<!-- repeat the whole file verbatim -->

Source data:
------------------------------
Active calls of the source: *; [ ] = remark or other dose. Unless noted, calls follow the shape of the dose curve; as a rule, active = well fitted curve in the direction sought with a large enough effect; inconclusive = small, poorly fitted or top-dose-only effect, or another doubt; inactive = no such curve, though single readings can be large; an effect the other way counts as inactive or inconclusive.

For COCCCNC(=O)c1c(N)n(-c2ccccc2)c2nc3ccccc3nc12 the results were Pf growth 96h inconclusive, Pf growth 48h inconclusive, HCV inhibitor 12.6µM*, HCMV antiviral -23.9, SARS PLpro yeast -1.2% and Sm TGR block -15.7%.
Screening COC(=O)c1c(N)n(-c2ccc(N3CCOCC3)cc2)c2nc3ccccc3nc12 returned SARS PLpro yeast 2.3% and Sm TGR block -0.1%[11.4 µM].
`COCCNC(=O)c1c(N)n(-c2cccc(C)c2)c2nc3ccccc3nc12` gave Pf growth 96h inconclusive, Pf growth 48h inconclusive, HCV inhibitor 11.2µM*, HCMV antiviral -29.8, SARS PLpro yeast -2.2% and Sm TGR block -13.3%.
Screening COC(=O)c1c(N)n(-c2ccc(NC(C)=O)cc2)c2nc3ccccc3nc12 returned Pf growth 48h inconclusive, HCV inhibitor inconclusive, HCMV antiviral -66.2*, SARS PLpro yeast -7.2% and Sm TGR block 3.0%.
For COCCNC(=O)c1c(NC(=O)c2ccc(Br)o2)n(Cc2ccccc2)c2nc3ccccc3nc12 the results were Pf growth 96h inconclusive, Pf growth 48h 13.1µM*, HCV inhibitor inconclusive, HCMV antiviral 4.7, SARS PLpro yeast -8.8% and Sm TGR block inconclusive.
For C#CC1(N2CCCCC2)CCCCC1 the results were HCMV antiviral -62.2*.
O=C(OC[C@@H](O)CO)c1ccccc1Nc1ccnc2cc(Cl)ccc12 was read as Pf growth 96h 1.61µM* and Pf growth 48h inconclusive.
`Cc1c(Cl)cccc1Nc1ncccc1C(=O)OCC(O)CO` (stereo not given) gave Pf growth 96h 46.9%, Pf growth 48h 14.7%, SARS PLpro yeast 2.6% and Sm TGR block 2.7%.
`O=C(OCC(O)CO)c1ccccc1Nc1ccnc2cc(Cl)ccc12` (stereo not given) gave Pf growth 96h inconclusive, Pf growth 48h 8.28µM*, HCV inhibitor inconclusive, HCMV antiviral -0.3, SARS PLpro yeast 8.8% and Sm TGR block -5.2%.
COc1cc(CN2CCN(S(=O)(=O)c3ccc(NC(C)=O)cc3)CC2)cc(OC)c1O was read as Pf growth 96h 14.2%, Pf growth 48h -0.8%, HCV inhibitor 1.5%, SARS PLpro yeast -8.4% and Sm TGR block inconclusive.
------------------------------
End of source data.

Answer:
Active calls of the source: *; [ ] = remark or other dose. Unless noted, calls follow the shape of the dose curve; as a rule, active = well fitted curve in the direction sought with a large enough effect; inconclusive = small, poorly fitted or top-dose-only effect, or another doubt; inactive = no such curve, though single readings can be large; an effect the other way counts as inactive or inconclusive.

For COCCCNC(=O)c1c(N)n(-c2ccccc2)c2nc3ccccc3nc12 the results were Pf growth 96h inconclusive, Pf growth 48h inconclusive, HCV inhibitor 12.6µM*, HCMV antiviral -23.9, SARS PLpro yeast -1.2% and Sm TGR block -15.7%.
Screening COC(=O)c1c(N)n(-c2ccc(N3CCOCC3)cc2)c2nc3ccccc3nc12 returned SARS PLpro yeast 2.3% and Sm TGR block -0.1%[11.4 µM].
`COCCNC(=O)c1c(N)n(-c2cccc(C)c2)c2nc3ccccc3nc12` gave Pf growth 96h inconclusive, Pf growth 48h inconclusive, HCV inhibitor 11.2µM*, HCMV antiviral -29.8, SARS PLpro yeast -2.2% and Sm TGR block -13.3%.
Screening COC(=O)c1c(N)n(-c2ccc(NC(C)=O)cc2)c2nc3ccccc3nc12 returned Pf growth 48h inconclusive, HCV inhibitor inconclusive, HCMV antiviral -66.2*, SARS PLpro yeast -7.2% and Sm TGR block 3.0%.
For COCCNC(=O)c1c(NC(=O)c2ccc(Br)o2)n(Cc2ccccc2)c2nc3ccccc3nc12 the results were Pf growth 96h inconclusive, Pf growth 48h 13.1µM*, HCV inhibitor inconclusive, HCMV antiviral 4.7, SARS PLpro yeast -8.8% and Sm TGR block inconclusive.
For C#CC1(N2CCCCC2)CCCCC1 the results were HCMV antiviral -62.2*.
O=C(OC[C@@H](O)CO)c1ccccc1Nc1ccnc2cc(Cl)ccc12 was read as Pf growth 96h 1.61µM* and Pf growth 48h inconclusive.
`Cc1c(Cl)cccc1Nc1ncccc1C(=O)OCC(O)CO` (stereo not given) gave Pf growth 96h 46.9%, Pf growth 48h 14.7%, SARS PLpro yeast 2.6% and Sm TGR block 2.7%.
`O=C(OCC(O)CO)c1ccccc1Nc1ccnc2cc(Cl)ccc12` (stereo not given) gave Pf growth 96h inconclusive, Pf growth 48h 8.28µM*, HCV inhibitor inconclusive, HCMV antiviral -0.3, SARS PLpro yeast 8.8% and Sm TGR block -5.2%.
COc1cc(CN2CCN(S(=O)(=O)c3ccc(NC(C)=O)cc3)CC2)cc(OC)c1O was read as Pf growth 96h 14.2%, Pf growth 48h -0.8%, HCV inhibitor 1.5%, SARS PLpro yeast -8.4% and Sm TGR block inconclusive.